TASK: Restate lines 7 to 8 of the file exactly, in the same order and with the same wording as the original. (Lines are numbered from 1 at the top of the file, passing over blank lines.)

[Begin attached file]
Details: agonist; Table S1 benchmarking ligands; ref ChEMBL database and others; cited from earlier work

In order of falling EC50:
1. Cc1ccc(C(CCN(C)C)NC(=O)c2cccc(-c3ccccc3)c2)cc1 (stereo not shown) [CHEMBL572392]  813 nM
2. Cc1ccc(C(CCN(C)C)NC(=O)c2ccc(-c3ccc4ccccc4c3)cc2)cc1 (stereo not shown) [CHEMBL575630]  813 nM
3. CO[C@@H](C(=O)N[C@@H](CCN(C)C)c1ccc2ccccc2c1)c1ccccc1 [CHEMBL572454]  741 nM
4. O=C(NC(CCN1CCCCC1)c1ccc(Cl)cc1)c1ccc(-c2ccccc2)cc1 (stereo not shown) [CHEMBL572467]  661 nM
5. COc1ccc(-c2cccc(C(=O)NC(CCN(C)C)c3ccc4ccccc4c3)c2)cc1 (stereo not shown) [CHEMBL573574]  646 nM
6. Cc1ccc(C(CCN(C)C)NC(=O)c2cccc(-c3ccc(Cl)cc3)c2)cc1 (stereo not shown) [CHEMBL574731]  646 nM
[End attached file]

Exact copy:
5. COc1ccc(-c2cccc(C(=O)NC(CCN(C)C)c3ccc4ccccc4c3)c2)cc1 (stereo not shown) [CHEMBL573574]  646 nM
6. Cc1ccc(C(CCN(C)C)NC(=O)c2cccc(-c3ccc(Cl)cc3)c2)cc1 (stereo not shown) [CHEMBL574731]  646 nM